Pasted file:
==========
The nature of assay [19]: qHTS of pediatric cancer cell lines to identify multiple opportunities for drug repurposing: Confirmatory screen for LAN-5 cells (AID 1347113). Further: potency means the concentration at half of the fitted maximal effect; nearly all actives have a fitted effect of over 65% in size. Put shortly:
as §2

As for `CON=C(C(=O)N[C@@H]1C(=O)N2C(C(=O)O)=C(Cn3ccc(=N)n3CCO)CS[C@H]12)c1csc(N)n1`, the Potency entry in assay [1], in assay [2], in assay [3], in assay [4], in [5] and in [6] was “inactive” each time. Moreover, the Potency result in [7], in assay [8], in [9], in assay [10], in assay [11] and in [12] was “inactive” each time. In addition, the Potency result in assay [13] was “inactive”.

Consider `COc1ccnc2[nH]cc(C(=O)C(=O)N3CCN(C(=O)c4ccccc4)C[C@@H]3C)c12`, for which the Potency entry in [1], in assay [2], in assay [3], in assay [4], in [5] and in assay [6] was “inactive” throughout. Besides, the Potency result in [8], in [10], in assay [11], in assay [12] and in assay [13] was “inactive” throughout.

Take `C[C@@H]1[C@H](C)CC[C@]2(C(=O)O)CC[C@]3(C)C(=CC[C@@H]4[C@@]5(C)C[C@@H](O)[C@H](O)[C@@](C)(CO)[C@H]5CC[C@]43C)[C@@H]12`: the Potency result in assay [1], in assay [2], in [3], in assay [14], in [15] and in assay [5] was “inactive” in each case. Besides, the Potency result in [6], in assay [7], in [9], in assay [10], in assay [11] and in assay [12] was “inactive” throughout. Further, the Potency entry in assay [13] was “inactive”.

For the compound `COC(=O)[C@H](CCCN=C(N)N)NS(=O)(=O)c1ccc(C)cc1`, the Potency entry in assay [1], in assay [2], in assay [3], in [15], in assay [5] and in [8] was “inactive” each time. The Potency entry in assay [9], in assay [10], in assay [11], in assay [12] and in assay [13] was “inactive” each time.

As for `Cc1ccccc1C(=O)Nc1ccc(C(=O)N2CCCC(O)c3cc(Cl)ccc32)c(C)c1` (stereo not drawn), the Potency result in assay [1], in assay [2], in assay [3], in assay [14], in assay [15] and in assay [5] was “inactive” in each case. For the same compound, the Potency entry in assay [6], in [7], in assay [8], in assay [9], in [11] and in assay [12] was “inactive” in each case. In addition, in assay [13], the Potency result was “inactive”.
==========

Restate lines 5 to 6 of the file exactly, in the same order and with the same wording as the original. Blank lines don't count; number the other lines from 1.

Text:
Take `C[C@@H]1[C@H](C)CC[C@]2(C(=O)O)CC[C@]3(C)C(=CC[C@@H]4[C@@]5(C)C[C@@H](O)[C@H](O)[C@@](C)(CO)[C@H]5CC[C@]43C)[C@@H]12`: the Potency result in assay [1], in assay [2], in [3], in assay [14], in [15] and in assay [5] was “inactive” in each case. Besides, the Potency result in [6], in assay [7], in [9], in assay [10], in assay [11] and in assay [12] was “inactive” throughout. Further, the Potency entry in assay [13] was “inactive”.

For the compound `COC(=O)[C@H](CCCN=C(N)N)NS(=O)(=O)c1ccc(C)cc1`, the Potency entry in assay [1], in assay [2], in assay [3], in [15], in assay [5] and in [8] was “inactive” each time. The Potency entry in assay [9], in assay [10], in assay [11], in assay [12] and in assay [13] was “inactive” each time.